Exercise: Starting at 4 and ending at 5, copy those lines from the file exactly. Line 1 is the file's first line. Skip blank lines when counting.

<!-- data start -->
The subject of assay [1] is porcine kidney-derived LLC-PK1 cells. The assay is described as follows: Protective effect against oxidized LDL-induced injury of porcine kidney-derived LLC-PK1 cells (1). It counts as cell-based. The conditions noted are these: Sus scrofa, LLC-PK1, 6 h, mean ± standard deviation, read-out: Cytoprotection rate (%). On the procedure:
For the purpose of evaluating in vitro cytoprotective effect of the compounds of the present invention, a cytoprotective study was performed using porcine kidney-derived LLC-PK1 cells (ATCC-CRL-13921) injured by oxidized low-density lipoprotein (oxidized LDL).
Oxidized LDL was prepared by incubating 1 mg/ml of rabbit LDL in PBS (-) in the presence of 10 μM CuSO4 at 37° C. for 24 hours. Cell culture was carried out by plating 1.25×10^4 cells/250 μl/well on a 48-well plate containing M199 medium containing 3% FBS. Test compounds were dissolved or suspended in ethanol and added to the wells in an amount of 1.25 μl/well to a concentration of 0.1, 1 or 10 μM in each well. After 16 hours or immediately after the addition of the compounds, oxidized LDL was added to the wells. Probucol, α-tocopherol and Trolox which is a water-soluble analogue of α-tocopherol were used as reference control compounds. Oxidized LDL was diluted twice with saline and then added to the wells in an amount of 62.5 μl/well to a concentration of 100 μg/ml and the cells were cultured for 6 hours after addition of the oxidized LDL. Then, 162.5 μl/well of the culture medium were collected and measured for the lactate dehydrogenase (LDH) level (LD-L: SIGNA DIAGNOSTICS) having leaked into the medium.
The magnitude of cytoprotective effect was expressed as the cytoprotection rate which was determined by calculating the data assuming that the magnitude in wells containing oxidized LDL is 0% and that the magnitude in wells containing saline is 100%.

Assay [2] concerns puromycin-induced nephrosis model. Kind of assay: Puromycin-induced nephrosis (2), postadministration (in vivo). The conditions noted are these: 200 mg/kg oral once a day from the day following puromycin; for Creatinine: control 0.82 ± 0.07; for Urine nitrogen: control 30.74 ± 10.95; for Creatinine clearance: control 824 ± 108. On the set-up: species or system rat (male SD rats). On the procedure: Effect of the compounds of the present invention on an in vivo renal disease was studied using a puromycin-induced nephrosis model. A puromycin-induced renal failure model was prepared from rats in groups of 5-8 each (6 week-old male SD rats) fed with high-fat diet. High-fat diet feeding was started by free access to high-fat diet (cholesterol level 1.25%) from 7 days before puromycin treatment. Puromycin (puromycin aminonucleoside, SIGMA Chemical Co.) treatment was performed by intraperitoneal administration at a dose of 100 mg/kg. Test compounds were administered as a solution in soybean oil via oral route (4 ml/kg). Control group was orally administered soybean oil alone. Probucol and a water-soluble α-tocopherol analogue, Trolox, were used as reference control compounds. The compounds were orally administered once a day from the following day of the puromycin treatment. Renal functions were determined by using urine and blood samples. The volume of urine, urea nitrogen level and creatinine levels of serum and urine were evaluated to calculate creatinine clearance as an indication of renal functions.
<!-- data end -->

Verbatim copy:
The magnitude of cytoprotective effect was expressed as the cytoprotection rate which was determined by calculating the data assuming that the magnitude in wells containing oxidized LDL is 0% and that the magnitude in wells containing saline is 100%.

Assay [2] concerns puromycin-induced nephrosis model. Kind of assay: Puromycin-induced nephrosis (2), postadministration (in vivo). The conditions noted are these: 200 mg/kg oral once a day from the day following puromycin; for Creatinine: control 0.82 ± 0.07; for Urine nitrogen: control 30.74 ± 10.95; for Creatinine clearance: control 824 ± 108. On the set-up: species or system rat (male SD rats). On the procedure: Effect of the compounds of the present invention on an in vivo renal disease was studied using a puromycin-induced nephrosis model. A puromycin-induced renal failure model was prepared from rats in groups of 5-8 each (6 week-old male SD rats) fed with high-fat diet. High-fat diet feeding was started by free access to high-fat diet (cholesterol level 1.25%) from 7 days before puromycin treatment. Puromycin (puromycin aminonucleoside, SIGMA Chemical Co.) treatment was performed by intraperitoneal administration at a dose of 100 mg/kg. Test compounds were administered as a solution in soybean oil via oral route (4 ml/kg). Control group was orally administered soybean oil alone. Probucol and a water-soluble α-tocopherol analogue, Trolox, were used as reference control compounds. The compounds were orally administered once a day from the following day of the puromycin treatment. Renal functions were determined by using urine and blood samples. The volume of urine, urea nitrogen level and creatinine levels of serum and urine were evaluated to calculate creatinine clearance as an indication of renal functions.